If I were to ask a group of producers if they know what a ladybug looks like, without hesitation they would respond ‘of course!’ But I also have had producers ask me to identify ladybugs as there are many different species and a diversity of colors, sizes, and shapes. Some species are even misidentified as pests. Among the natural enemies of vegetable pests, ladybugs are amongst the most commonly encountered in the field.
First, don’t let the name ladybug throw you off; they are not bugs, they are beetles. Because they are beetles we write their name as one word, ladybug. Similarly butterfly is one word as they are not flies. Not all people call them ladybugs, some refer to them as lady beetles or ladybird beetles. I call them ladybugs. There are many different species in Kentucky, some are native, while others are of foreign origin. Generally they are all beneficial except for two that are plant feeders: the squash beetle (Figure 1) and the Mexican bean beetle (Figure 2). These large ladybugs do not feed on insects.
The variety of colors and sizes of ladybugs can make their identification more difficult, but no less important. The danger with misidentification occurs when they are thought to be pests and sprays are used for their control. The pink ladybug has been misidentified as a pink cucumber beetle. Cucumber beetles are yellowish-green with black markings and never pink.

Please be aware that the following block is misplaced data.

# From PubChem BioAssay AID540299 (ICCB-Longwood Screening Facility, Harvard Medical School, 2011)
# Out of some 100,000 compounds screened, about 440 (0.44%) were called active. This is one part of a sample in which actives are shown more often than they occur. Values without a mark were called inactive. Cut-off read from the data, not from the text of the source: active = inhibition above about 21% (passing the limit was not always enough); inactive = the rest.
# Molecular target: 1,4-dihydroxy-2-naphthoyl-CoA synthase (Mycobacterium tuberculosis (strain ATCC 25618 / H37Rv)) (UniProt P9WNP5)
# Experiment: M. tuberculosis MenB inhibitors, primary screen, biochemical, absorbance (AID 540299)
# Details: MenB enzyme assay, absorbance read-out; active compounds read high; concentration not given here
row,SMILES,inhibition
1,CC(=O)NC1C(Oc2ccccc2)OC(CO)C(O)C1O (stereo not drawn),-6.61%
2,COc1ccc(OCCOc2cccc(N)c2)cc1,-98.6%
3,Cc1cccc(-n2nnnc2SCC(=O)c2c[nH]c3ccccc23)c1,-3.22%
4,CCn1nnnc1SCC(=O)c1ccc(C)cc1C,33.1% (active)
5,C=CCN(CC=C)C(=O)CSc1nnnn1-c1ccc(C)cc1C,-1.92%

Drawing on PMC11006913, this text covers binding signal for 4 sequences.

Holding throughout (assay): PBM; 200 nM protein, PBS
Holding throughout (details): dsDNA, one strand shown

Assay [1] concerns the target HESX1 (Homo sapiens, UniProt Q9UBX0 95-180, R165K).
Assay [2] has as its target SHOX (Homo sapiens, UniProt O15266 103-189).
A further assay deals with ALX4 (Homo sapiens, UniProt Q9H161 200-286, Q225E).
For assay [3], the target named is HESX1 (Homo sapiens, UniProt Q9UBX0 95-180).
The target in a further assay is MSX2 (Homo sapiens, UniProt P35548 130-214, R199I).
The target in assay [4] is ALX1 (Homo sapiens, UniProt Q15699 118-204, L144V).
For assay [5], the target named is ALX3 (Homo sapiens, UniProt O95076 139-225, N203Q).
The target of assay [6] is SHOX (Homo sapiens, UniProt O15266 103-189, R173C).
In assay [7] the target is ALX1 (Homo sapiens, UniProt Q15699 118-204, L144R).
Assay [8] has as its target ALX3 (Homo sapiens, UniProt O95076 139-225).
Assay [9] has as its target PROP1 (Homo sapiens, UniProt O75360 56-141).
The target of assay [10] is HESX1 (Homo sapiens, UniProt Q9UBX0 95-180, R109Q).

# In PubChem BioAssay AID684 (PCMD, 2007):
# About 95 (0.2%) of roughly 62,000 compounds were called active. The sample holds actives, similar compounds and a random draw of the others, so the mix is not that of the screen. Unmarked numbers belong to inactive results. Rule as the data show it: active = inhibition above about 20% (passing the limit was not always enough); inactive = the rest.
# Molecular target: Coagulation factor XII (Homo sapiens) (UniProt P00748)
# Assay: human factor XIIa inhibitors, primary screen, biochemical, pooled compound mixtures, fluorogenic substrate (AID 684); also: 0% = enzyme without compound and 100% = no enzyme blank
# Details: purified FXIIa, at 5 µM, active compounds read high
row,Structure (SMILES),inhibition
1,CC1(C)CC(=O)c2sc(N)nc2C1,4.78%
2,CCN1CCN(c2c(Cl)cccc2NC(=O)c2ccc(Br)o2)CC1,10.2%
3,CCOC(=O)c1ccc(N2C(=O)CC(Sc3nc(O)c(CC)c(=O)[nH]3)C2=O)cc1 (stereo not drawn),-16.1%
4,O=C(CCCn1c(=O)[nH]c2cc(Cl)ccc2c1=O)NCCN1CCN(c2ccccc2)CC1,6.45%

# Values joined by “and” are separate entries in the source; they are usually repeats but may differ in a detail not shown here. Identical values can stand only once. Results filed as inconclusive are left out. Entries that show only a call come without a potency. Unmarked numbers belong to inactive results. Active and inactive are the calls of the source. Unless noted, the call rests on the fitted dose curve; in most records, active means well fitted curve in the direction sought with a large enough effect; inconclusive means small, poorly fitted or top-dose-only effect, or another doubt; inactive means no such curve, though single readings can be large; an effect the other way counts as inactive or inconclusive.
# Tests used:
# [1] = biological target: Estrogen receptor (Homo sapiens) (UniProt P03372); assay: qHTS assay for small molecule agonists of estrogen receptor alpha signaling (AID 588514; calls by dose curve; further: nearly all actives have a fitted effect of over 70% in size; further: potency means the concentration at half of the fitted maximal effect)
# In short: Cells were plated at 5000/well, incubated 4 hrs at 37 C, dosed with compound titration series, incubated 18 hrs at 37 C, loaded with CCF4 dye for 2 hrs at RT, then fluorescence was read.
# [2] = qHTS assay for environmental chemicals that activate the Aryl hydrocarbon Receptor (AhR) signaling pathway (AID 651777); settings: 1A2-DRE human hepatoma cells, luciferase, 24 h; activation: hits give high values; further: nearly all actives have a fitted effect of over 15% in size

Lady beetles are the natural enemies of many insect pests, especially aphids, as well as other soft-bodied and sap feeding pests. A single ladybug can consume hundreds of aphids in its lifetime. The adult female will lay clusters of eggs near prey so that the emerging larvae have food. Some predaceous ladybugs will supplement their diet with pollen, so having flowering plants will help this beneficial group of insects.
By Ric Bessin, Extension Entomologist